Current Market Developments – USD Reverses Prior Gains
The US Dollar was initially on its way to close at a new high this year until it put in a reversal towards the second half of the day. Perhaps some profit taking weighed on the currency given a lack of crucial economic event risk. The greenback has been in an aggressive uptrend since the middle of April.
A speech from Philadelphia Fed President Patrick Harker amplified USD weakness towards the end of the session. Mr. Parker said that he could back three more 2018 hikes if inflation accelerates. He then added that he sees no rush to increase rates and that he favors pausing hiking once they hit a neutral setting.
If you look at the spread between US 2-year and 10-year government bond yields (and at 30-year as well), they narrowed as Fed’s Harker spoke. This speaks to a flattening yield curve. Perhaps the markets interpreted his speech as being more favorable for near-term higher rates and not so much for the long run.
Prior Session Recap – Oil Rises and Sentiment Improves
Crude oil prices rallied to a new high this year so far thanks to a few developments. China, the second largest world consumer of oil, said that it will increase purchases of US energy imports as part of the de-escalating trade tensions with the world’s largest economy.
Meanwhile, geopolitical tensions probably increased the fear of supply disruption, further boosting the commodity. The International Energy Agency (IEA) was discussing with key oil-producing nations to make up for the loss in supply from Venezuela due to impending sanctions following a controversial election. Then, US Secretary of State Mike Pompeo said that the ‘strongest sanctions in history’ will be placed on Iran.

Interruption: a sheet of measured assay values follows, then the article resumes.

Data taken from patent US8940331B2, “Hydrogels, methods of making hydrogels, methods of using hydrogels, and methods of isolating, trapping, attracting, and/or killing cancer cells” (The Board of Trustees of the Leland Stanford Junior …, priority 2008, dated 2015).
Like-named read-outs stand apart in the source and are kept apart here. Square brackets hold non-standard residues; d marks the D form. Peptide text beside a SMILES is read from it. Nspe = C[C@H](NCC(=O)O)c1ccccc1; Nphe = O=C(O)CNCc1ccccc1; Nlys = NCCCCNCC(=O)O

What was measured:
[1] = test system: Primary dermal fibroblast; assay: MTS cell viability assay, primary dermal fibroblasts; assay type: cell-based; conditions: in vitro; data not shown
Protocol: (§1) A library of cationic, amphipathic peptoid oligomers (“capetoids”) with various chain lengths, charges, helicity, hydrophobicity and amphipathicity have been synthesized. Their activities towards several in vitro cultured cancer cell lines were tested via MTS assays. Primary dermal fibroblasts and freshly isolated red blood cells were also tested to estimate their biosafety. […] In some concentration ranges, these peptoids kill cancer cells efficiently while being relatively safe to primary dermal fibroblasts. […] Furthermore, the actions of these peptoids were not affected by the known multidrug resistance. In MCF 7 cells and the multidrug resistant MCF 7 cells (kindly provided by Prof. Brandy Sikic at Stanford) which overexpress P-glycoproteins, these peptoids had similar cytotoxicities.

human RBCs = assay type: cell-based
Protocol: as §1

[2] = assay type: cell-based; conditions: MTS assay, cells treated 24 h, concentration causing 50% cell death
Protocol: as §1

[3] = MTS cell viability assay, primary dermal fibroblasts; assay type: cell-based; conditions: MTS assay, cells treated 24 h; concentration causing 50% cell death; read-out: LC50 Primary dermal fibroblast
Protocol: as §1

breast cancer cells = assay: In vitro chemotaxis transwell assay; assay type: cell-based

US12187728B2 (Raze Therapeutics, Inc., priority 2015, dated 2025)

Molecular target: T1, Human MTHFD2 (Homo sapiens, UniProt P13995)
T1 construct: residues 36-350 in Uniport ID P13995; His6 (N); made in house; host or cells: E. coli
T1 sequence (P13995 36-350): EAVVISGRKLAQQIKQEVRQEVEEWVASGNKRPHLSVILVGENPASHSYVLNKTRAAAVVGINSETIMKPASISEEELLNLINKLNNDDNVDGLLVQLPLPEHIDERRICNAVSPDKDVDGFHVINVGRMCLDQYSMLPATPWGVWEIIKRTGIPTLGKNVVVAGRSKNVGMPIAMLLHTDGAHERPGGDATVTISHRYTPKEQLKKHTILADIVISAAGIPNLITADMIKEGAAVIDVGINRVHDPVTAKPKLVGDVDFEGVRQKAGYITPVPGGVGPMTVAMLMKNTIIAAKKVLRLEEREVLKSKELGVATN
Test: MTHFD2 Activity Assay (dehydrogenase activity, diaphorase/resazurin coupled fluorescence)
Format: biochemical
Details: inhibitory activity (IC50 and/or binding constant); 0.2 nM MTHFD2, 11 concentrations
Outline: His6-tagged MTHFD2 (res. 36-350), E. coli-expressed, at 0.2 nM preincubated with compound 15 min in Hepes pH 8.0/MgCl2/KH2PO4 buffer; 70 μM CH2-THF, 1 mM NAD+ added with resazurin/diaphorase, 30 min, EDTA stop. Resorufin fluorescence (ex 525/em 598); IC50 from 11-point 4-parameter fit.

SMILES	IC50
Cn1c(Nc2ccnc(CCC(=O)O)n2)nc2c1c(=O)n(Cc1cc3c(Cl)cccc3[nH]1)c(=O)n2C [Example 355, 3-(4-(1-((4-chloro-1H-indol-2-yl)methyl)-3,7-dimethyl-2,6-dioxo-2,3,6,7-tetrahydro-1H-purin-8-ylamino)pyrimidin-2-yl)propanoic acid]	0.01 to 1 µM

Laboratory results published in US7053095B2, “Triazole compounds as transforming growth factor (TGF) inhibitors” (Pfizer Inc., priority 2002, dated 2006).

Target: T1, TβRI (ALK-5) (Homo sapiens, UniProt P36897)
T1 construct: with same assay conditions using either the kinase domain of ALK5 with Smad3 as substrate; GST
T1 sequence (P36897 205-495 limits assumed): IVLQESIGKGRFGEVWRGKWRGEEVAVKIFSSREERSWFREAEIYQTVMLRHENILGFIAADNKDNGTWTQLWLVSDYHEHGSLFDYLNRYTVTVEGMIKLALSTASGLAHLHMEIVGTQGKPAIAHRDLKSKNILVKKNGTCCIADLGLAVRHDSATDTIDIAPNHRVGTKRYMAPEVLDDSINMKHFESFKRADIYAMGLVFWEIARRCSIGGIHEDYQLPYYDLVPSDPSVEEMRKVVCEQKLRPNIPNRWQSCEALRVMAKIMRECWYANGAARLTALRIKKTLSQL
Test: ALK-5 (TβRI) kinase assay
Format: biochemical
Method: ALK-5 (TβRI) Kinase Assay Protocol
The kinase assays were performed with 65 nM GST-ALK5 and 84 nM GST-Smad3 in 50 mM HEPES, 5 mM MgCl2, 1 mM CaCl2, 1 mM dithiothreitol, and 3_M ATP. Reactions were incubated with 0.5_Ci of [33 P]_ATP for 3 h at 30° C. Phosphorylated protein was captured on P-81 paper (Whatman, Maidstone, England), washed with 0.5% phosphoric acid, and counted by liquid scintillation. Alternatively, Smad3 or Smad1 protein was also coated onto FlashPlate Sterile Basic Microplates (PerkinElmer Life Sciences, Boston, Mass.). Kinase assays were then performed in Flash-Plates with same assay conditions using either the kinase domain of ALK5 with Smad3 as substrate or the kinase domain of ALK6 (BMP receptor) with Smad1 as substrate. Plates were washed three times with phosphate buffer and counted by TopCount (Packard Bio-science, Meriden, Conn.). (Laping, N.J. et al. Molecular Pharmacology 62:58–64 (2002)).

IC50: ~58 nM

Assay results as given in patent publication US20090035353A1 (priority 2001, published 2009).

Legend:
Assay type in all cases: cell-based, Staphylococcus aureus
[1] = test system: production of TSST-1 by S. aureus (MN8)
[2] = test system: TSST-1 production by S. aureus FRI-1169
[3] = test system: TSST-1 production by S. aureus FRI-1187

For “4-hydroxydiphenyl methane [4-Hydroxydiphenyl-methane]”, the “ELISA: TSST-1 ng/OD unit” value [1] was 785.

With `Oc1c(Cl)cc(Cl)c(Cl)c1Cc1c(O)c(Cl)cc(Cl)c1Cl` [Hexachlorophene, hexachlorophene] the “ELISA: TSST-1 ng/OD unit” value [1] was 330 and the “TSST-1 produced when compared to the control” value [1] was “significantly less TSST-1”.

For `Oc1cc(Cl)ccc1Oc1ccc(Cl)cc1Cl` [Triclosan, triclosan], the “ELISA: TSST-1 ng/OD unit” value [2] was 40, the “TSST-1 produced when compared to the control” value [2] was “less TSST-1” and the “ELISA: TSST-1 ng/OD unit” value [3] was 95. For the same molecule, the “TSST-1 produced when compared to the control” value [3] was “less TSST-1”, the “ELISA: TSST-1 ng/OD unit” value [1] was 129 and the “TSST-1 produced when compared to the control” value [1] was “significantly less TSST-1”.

An improvement in sentiment thanks to de-escalating trade tensions between the US and China sent the S&P 500 and Dow Jones up 1.21% and 0.74% respectively on Monday. The anti-risk Japanese Yen succumbed to selling pressure while the higher-yielding Australian and New Zealand Dollars outperformed. The British Pound depreciated amidst political uncertainty.
A Look Ahead – Markets Eyeing Risk Trends Again
Another Asian session that is lacking in key economic events will probably put risk trends as the catalyst for market developments. If stocks continue climbing amidst the progress in US/China trade talks, then the Japanese Yen could weaken as the sentiment-linked Australian and New Zealand Dollars advance.
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IG Client Sentiment Index Chart of the Day: NZD/USD
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Retail trader data shows 65.6% of NZD/USD traders are net-long with the ratio of traders long to short at 1.91 to 1. In fact, traders have remained net-long since Apr 22 when NZD/USD traded near 0.72643; price has moved 4.6% lower since then. The number of traders net-long is 1.9% higher than yesterday and 9.9% higher from last week, while the number of traders net-short is 0.9% higher than yesterday and 11.4% lower from last week.
We typically take a contrarian view to crowd sentiment, and the fact traders are net-long suggests NZD/USD prices may continue to fall. Traders are further net-long than yesterday and last week, and the combination of current sentiment and recent changes gives us a stronger NZD/USD-bearish contrarian trading bias.
Five Things Traders are Reading:
- Gold Price Forecast: Less Hawkish FOMC to Fuel Larger Rebound by David Song, Currency Analyst
- USD Patterns Favor Weaker USDJPY; Driving Gold & EURUSD Higher by Jeremy Wagner, CEWA-M, Head Forex Trading Instructor
- USD/JPY Breaks Higher Toward 2018 Highs, US-China Trade War Fears Cedeby Tyler Yell, Forex Trading Instructor
- Weekly Technical Perspective on AUD/USD by Michael Boutros, Currency Strategist
- Bearish AUD/USD Momentum Continues to Unravel, RBA Rhetoric on Tapby David Song, Currency Analyst
— Written by Daniel Dubrovsky, Junior Currency Analyst for DailyFX.com
To contact Daniel, use the comments section below or @ddubrovskyFX on Twitter